I’ve anticipated the release of Man of Steel ever since they announced they were going to make it. Another Superman movie? With the technology (e.g. CGI) at their disposal to completely realise the magnificence of this character? I loved the first two movies (Superman: The Movie and Superman II, particularly the Richard Donner re-cut), which remain amongst the best superhero movies ever made. But now, in a Hollywood where superhero movies were taken seriously and you could make minor heroes like Iron Man and Thor entertaining and credible, surely this could be Superman’s crowning moment, especially with the talent (Zack Snyder of Watchmen fame, Christopher Nolan and David Goyer from The Dark Knight trilogy) behind the camera.
Well, I watched Man of Steel last week, expecting to be wowed. And I was, but for the wrong reasons. More than that, though, I was disappointed.
Here are my major issues with Man of Steel.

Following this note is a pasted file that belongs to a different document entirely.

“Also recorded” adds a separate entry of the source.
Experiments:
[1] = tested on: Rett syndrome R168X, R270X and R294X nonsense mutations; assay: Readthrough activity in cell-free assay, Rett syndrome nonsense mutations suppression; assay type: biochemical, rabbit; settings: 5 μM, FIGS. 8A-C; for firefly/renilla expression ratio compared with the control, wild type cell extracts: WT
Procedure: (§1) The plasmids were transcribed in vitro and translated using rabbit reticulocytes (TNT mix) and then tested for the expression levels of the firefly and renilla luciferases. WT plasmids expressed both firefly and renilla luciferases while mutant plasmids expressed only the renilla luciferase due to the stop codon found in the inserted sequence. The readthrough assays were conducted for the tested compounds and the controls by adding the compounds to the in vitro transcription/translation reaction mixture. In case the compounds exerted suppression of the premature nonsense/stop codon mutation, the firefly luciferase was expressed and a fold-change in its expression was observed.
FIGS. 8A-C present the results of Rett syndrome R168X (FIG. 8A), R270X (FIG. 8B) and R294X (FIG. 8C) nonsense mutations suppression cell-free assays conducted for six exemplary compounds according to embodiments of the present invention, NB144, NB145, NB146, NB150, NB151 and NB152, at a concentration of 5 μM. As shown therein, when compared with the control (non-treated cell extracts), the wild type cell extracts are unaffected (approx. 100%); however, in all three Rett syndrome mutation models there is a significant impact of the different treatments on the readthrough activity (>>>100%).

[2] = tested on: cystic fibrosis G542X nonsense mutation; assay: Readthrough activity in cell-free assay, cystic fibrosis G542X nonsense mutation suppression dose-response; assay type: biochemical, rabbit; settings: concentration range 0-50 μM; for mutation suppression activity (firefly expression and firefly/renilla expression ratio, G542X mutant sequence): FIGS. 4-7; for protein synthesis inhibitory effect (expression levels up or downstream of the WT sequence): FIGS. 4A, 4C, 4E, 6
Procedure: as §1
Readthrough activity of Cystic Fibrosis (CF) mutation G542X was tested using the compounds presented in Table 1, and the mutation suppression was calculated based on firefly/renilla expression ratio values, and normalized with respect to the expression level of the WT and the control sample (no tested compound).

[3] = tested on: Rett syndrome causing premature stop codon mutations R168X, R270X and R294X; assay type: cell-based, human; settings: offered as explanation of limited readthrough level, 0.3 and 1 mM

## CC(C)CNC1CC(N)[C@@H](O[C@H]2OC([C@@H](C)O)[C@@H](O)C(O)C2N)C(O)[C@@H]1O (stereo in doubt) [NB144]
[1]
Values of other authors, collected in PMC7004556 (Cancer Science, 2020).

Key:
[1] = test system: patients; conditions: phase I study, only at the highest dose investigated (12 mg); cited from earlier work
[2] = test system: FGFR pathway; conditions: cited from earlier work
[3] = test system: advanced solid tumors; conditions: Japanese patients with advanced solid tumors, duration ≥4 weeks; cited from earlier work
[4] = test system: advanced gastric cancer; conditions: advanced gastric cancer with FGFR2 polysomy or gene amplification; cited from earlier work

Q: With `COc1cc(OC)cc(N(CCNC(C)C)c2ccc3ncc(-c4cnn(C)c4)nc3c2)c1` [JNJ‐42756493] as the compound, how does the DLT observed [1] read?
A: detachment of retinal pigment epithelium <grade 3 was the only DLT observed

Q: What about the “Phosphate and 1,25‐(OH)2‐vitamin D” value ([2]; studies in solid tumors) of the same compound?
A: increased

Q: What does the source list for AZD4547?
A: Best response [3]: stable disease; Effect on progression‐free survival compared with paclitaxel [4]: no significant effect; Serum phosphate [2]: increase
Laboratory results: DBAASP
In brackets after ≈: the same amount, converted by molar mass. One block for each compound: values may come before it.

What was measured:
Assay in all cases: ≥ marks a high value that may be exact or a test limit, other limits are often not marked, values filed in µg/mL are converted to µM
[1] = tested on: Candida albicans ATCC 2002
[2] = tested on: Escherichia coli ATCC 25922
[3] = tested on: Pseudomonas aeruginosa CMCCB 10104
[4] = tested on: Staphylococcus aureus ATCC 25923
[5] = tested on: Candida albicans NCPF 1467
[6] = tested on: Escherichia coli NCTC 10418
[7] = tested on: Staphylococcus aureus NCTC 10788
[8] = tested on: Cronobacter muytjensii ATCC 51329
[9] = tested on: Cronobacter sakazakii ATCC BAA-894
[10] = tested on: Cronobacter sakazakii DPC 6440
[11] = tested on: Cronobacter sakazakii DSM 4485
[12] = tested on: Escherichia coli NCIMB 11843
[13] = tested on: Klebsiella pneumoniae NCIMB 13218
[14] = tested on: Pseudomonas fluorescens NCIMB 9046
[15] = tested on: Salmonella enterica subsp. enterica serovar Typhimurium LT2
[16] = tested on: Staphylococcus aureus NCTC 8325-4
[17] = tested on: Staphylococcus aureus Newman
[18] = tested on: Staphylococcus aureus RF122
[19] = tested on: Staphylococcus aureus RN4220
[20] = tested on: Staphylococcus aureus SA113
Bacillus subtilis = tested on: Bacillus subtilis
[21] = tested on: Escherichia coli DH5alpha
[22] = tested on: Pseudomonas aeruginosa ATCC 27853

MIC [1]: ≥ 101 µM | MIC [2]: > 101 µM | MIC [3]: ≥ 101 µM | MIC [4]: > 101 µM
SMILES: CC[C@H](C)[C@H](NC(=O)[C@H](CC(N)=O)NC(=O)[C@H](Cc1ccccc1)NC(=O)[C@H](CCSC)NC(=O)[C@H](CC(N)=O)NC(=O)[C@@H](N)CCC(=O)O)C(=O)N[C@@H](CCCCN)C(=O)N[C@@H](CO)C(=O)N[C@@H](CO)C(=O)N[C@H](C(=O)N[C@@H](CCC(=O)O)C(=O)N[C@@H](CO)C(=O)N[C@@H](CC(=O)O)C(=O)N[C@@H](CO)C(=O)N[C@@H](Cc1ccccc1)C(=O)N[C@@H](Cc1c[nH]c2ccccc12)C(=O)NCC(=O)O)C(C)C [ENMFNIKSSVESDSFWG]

- There is no investment of Superman in this universe. This movie could’ve been some generic sci-fi action film which involved bad guys hunting the protagonist who’s meant to be the good guy because we’ve been told, hey, this is the good guy, i.e. I am Number Four, or any other generic, competently made action flick. Name, suit, and powers aside, there’s nothing super about Superman. Henry Cavill is excellent, and you’ll shudder to imagine what he might’ve done with this character in a good story, but Superman might as well have been called John Smith. Compare this with Superman: The Movie, where they take time to build the character, then devote him to the good of the universe they’ve created. Maybe modern moviemaking prohibits the pacing of the former (although, retrospectively, Superman: The Movie established Superman well before Man of Steel ever attempts to get out of neutral), but you can still accomplish the latter, which brings me to my second point.